Originally posted May 29, 2012.
”Therapeutic horticulture...provides positive distraction and attentional engagement…(which) mediates decline for anxiety and depressive symptoms…” Garcia et al, 2010)
I have been a gardener for most of adult life. Since before I was married, about 25 years now. It’s a pretty intense hobby of mine.
I’ve lived in three houses as an adult.
You gardeners know what that means!
At one house I did mostly container gardening. We had a fenced in yard, no deer eating anything, so I grew lots of tomatoes and other veggies, plus my husband and I did a major basil harvest every year and froze many, many containers of fresh pesto, that was yummy!
My second house was on thirty acres of northeastern hardwood forest. I learned a lot about planting to foil the deer, about wild orchids, mayflower and trillium. I had a giant wisteria vine growing on a large wooden wall in front of the house. We hiked our property all the time, almost every day. There was a fallen tree at the bottom edge of our property. We called it the Grandfather Tree, and my son balanced on it when he was young, walking along its giant trunk.
One day as we walked, there was a tremendous black bear in a clearing in the woods, pulling something out of a hollow in a tree. He looked up at us, right into my eyes. I broke eye contact, took my son’s hand, backed away for a bit, then turned and walked away. I looked over my shoulder. Man, I was scared. He was staring right at us, following us with his eyes, until the forest blocked his vision. I had a lot of scenarios running through my head that day! Whew!
At our home on 30 acres, my son & planted over 300 daffodils over the years. We had a long row of rose-colored peonies which bloomed all at once. Good remembrances for us.
My third house, the one we live in now, is on 2 rocky, hilly acres in Kinnelon, NJ. Gardening is a challenge here, more so than anywhere else. There are lots of deer! While beautiful and peaceful to watch, the deer have cost me a pretty penny in landscaping! Over the years, I have learned to cope with the deer, the rocks, the shade.
We have lived here about 10 years. Because of the challenges, this perennial garden has taken about seven years to mature; my garden is finally starting to look lush and green.
I feel good when I work the soil. I literally feel the healing energy of the trees and bushes.
My big purchase this year was an Itoh Peony. Developed in Japan by Toichi Itoh in 1948, the Itoh Peony is a hybrid of the tree peony and the herbaceous peony; they are also called a intersectional peonies. Mr. Itoh developed a bushy, large plant which produces many large, colorful flowers over a long period of time.
In the 1940’s, Toichi Itoh worked hard, preparing over 20,000 plant crosses, in his quest to hybridize the Itoh Peony. He worked in the shadow of Hiroshima, and his art was healing to him. His last hybridization was successful, it flowered. But he passed away before seeing the first flowering Itoh Peony. But he was successful in his work, and now the beautiful and inspiring Itoh Peonies are widely available.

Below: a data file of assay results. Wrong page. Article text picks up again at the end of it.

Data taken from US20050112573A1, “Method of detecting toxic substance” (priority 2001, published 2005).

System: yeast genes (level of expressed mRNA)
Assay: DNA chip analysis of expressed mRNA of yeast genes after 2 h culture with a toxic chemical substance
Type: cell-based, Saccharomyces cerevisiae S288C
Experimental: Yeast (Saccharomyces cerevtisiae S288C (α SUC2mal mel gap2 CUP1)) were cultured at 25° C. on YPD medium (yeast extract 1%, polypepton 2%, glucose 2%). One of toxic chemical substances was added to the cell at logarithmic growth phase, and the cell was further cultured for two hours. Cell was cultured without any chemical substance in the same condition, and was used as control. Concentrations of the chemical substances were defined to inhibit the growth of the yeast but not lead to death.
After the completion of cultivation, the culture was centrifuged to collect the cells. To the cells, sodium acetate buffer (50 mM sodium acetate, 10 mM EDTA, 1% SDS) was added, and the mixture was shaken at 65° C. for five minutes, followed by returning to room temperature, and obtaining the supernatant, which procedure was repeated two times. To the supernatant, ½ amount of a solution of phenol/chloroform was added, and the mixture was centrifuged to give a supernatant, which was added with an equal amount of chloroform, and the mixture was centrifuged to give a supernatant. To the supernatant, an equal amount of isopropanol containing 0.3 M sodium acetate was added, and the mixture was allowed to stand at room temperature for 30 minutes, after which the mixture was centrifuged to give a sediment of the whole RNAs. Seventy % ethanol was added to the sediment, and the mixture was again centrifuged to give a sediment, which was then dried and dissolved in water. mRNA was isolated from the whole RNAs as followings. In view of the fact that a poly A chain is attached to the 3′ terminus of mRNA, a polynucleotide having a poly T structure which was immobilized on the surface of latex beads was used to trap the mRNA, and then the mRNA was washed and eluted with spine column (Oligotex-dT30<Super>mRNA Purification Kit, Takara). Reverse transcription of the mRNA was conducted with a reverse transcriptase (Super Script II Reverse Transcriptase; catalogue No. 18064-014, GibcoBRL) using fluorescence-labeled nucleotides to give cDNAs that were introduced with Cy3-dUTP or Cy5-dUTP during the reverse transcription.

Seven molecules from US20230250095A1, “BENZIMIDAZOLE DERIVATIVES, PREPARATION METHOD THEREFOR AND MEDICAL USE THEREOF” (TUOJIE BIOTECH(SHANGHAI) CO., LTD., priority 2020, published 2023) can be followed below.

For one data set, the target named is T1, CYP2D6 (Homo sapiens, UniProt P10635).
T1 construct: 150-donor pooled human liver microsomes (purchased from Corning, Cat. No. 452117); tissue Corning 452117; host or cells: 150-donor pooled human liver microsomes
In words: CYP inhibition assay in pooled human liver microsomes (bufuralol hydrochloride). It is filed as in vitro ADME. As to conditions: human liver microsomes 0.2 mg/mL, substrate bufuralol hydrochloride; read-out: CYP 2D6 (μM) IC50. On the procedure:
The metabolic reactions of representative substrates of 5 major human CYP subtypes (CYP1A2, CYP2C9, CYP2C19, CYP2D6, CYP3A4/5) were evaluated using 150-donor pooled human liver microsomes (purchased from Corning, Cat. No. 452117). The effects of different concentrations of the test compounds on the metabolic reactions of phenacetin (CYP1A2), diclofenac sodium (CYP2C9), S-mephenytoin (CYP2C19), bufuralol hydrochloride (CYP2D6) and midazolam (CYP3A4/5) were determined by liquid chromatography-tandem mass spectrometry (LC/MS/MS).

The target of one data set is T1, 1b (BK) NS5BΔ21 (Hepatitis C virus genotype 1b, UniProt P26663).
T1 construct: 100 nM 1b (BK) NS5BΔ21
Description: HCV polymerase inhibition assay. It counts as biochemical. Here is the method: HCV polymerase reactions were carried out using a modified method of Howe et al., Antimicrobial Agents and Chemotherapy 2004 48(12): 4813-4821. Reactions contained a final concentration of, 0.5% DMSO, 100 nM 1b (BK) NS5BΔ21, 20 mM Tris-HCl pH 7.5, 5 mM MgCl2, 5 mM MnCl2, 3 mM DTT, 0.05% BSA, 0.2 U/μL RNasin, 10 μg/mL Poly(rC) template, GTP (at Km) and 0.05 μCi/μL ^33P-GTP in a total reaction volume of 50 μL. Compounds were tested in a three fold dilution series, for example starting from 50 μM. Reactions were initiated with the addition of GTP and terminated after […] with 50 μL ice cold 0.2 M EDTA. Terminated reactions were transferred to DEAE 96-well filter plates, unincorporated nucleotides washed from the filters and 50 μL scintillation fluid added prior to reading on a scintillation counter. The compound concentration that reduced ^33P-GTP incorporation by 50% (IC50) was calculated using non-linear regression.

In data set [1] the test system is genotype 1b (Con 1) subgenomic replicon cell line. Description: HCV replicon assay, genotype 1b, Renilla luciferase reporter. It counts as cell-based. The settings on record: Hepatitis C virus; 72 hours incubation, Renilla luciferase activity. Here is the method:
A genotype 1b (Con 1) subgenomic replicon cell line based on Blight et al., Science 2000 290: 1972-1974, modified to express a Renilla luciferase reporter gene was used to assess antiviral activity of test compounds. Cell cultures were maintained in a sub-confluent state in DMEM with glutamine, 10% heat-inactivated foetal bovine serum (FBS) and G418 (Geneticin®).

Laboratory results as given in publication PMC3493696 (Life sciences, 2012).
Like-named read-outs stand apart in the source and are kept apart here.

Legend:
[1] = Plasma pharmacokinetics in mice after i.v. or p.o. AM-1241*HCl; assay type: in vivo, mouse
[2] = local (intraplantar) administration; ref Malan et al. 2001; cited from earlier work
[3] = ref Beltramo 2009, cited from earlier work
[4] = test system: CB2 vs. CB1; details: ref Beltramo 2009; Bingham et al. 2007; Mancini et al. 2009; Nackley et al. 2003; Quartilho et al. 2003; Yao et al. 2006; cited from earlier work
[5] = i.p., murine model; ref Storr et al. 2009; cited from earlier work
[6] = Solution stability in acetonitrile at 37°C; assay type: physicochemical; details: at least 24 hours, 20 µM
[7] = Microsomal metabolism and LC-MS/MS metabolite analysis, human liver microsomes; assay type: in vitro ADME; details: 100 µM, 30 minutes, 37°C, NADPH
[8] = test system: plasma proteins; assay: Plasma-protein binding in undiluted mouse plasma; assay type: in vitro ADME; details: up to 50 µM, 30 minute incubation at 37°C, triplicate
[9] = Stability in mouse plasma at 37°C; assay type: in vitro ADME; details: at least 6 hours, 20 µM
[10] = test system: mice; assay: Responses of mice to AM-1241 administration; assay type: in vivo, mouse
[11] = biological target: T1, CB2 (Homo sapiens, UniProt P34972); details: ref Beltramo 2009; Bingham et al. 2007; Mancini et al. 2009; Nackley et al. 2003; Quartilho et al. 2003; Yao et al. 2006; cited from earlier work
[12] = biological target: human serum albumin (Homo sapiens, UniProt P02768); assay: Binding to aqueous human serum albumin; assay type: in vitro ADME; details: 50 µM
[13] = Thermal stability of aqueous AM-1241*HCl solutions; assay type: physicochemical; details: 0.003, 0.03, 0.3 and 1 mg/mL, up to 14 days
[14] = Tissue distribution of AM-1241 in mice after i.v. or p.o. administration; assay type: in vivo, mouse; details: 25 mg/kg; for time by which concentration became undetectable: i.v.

A joyful addition to our world. Mr. Itoh left the world a better place.
The Itoh Peonies used to be $3,000 and above, affordable only to the wealthy collector, but this year they have come down to about $60 – $100. Max Is Back, my local greenhouse, had some. Cynthia, who works there, has a Master’s in Horticulture from Rutgers University, told me all about the history of Mr. Itoh.
And I am honored to have one in my garden.
I can feel Mr. Itoh’s healing energy emanating from the plant.
Cynthia told me to place a stone Buddha near the plant to enhance its healing energy.
I am in search of this Buddha now.
So what is it about gardens and people? Being a therapist, I can cite research about how garden therapy (horticultural therapy) positively impacts depression and anxiety.
Horticultural therapy provides: an increase in pleasant activity, psychological distance from daily demands, and a pleasant and engaging attentional diversion (meditative-like for the mind). Three months in a gardening program for clinically depressed persons was shown to alleviate symptoms of anxiety and depression during and for at least three months after ending the program (Garcia et al, 2010).
Being a gardener, I can say from personal experience how pleasant it is to be absorbed in my gardening hobby. How when I am working in my garden or planning my gardening activities, I am removed from my own worries and thoughts about my business, about my clients, about global warming, etc. I also feel a sense of accomplishment when I see the results of long-term efforts (years) come to fruition.
So, if you are feeling lonely, depressed, anxious, having a garden, even a small container garden, has been shown by research to relieve symptoms of depression, reduce stress, provide a source for a meditative escape and expand your emotional repertoire.
It’s just another way to enhance your life = Increase Joy, Decrease Drama. Call it self-help, call it a mindbody practice…it’s just another way to put more joy in your life and help manage emotions!
Do you have a gardening hobby you’d like to share?
Love to see a picture!
Gonzalez, M., Hartig, T., Patil, G., Martinsen, E. W., & Kirkevold, M. (2010). Therapeutic horticulture in clinical depression: a prospective study of active components. Journal Of Advanced Nursing, 66(9), 2002-2013. doi:10.1111/j.1365-2648.2010.05383.x